In my Jekyll setup, I have a single version number for the whole site defined in _config.yml under a cachebuster key. In my templates I have some logic that determines when the site is rendering in production mode (JEKYLL_ENV=production), and when it is, it substitutes the CDN path and the version number into the URL. For example, if I’m in production mode, https://dimspire.me/assets/css/main.css will be written as https://cdn.dimspire.me/assets/css/main.123.css. As long as the 123 doesn’t change, the CDN will continue serving the same file, but if I bump it to 124, it will sync the latest version of the file from the server and cache it upon the first request.

Priming the CDN

If you want to avoid anybody having to wait for the CDN to ingest a file, cache it, and serve it on the first load, you can make a headers-only curl call to the asset. This is kind of silly, as once any one user in a region has loaded the new asset, it will be served instantly for subsequent loads. But just for fun, I’ll share my Rakefile task for syncing the CDN after a version bump:

class String
  # Outputs a string in a formatted color.
  # @param [<Integer, String>] color_code The code to use
  # @return [void]
  def colorize(color_code)

  def green

  def red

def chdir_base

def ok_failed(condition, sender=nil)
  res = condition ? "OK" : "FAILED"
  msg = sender ? sender + ": " + res : res
  warn msg

desc 'Sync CDN images'
task :sync_cdn do
  # Make sure we're in the base directory
  # Use rsync to upload files to the server that pushes to CloudFront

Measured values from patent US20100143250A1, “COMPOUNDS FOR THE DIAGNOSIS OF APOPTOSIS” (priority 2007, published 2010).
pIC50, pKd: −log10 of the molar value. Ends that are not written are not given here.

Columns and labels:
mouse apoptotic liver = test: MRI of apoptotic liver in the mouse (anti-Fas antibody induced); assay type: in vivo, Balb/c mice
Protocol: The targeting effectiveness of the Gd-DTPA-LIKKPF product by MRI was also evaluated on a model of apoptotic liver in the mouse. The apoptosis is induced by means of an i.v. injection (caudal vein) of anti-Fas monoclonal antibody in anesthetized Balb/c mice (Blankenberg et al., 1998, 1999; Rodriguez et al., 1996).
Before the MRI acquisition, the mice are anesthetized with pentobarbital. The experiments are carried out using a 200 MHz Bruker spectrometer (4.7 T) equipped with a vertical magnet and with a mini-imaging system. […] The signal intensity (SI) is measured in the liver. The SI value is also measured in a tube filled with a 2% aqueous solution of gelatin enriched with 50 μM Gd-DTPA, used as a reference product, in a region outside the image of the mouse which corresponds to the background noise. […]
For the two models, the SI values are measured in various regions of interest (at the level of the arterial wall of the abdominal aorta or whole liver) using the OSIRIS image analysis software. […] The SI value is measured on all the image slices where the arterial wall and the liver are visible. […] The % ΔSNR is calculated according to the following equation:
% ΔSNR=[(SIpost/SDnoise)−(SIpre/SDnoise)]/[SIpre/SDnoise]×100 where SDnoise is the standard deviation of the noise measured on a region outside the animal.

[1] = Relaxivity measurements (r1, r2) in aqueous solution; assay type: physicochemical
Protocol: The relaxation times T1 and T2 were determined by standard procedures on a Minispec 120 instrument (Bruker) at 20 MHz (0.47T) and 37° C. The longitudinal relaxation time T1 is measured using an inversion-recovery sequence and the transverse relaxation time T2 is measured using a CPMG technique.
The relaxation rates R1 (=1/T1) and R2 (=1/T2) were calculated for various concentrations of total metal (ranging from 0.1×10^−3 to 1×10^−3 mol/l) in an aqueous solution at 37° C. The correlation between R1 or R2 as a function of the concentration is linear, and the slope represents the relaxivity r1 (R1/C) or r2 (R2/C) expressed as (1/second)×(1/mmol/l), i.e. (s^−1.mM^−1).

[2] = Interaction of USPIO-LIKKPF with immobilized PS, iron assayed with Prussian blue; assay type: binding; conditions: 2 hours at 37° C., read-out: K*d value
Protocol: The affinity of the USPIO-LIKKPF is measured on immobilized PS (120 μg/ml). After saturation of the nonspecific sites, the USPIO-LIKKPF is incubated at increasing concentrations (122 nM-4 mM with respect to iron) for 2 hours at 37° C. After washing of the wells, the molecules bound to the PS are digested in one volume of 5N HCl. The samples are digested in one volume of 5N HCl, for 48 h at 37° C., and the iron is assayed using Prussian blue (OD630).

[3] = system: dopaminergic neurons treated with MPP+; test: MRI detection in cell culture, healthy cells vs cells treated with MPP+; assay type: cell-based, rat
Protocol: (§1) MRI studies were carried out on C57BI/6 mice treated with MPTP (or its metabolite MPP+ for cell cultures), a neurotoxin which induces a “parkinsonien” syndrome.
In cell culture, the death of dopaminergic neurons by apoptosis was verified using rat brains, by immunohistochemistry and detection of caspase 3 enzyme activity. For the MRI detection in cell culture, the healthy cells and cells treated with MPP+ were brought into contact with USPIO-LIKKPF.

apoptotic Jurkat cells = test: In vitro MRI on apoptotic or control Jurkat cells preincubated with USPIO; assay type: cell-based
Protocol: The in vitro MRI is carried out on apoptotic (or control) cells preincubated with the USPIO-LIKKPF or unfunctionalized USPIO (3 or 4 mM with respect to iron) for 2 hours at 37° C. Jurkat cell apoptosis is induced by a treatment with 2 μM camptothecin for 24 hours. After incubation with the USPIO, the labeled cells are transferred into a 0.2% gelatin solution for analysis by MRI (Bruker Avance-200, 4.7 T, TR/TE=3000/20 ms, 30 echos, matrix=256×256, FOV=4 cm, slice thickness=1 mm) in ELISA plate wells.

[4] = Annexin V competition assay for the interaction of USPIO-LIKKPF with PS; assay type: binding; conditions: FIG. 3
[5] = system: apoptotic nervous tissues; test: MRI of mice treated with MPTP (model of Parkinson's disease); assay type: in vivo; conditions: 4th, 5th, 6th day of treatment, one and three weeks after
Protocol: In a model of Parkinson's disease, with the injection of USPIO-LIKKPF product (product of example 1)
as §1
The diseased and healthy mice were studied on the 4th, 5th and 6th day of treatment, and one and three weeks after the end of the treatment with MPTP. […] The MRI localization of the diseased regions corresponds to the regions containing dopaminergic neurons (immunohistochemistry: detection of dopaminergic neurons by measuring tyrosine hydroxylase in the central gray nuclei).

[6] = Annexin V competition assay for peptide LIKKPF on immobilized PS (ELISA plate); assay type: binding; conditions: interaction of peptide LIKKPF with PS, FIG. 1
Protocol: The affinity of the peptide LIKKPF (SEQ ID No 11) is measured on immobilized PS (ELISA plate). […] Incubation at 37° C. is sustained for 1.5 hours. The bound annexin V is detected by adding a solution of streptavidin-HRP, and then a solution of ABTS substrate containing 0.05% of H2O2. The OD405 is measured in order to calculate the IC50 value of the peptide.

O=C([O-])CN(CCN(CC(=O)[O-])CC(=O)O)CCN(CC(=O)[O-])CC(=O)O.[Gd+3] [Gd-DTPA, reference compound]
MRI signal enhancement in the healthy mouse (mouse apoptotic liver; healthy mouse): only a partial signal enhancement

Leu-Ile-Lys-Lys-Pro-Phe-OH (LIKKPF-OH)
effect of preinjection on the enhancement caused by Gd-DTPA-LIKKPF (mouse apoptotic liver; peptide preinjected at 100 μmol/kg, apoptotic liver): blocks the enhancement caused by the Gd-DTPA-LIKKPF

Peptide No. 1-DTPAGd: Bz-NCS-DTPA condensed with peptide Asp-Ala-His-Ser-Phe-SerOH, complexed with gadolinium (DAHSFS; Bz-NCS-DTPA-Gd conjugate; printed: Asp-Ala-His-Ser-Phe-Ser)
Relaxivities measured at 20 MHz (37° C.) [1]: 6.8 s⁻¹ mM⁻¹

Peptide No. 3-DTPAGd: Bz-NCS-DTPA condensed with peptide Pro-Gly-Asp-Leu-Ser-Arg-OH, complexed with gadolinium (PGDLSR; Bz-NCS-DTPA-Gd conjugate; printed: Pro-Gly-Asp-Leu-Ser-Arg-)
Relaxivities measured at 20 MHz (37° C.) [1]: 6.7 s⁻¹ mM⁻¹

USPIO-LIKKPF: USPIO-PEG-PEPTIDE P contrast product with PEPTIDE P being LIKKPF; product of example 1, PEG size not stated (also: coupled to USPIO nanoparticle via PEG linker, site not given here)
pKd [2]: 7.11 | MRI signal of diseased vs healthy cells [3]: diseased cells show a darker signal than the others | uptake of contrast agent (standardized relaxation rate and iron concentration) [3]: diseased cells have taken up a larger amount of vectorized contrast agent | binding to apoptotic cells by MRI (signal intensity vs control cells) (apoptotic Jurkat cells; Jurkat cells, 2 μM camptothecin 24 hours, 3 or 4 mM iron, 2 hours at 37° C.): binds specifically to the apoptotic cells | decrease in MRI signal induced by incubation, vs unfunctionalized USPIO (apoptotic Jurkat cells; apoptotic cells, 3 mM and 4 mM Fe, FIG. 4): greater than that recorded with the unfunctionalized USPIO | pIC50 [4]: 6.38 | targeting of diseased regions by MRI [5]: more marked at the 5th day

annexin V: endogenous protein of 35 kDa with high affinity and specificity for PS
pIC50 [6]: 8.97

ok_failed system('rsync -criz assets/* dh:~/dimspire.me/assets/ &> /dev/null'), 'CDN Sync'
  # Read the current version (cachebuster) from the config file
  buster = YAML.load(IO.read('_config.yml'))['cachebuster'].sub(/^\./, '')
  # Iterate through all files in assets directory and its subdirectories
  Dir.glob('assets/**/*') do |f|
    # Only prime images and CSS/JS assets
    next unless File.extname(f) =~ /\.(webp|avif|gif|jpe?g|png|css|js|mp4|ogg)$/

    # Generate the CDN filename with the cachebuster inserted (e.g. image.123.jpg)
    asset = %(cdn.dimspire.me/#{f.strip.sub(/\.(\w{2,4})$/, ".#{buster}.\\1")})
    # Use curl to request headers for the image, and grep out whether it was a hit or miss
    res = `curl -Is #{asset}|grep --color=never X-Cache|sed 's/X-Cache: //'|sed 's/from cloudfront//'`.strip.upcase
    # Provide feedback in Terminal
    $stdout.print res =~ /HIT/ ? "\033[0KHIT #{asset}\r".green : "Priming #{asset}\n".red

The only important part of that is curl -Is [ASSET], which does a headers-only request for the file, which will cause the CDN to ingest it if it isn’t already cached, without actually downloading it. Currently Dimspire.me has about 225 “Dimspirations,” each with 9 image versions (wallpapers, jpeg, webp and avif versions), and running this after a version bump (meaning none of the assets are cached) takes about five minutes for 2000+ assets. If I’m only adding new images and not bumping the version, this task takes under two minutes. Doing the simple curl call above on all of the assets that got “revved” (bumped) will mean that nobody has to wait for files to be initially cached, but again, this is pretty silly.


If you run a website that serves a lot of images, CSS, or JavaScript, you can see significant performance improvements by using a CDN. CloudFront is, in my experience, the best combination of fast and affordable. If you want to see more of my Jekyll setup (Rakefile, templates, etc.), just ask. I’m always happy to share.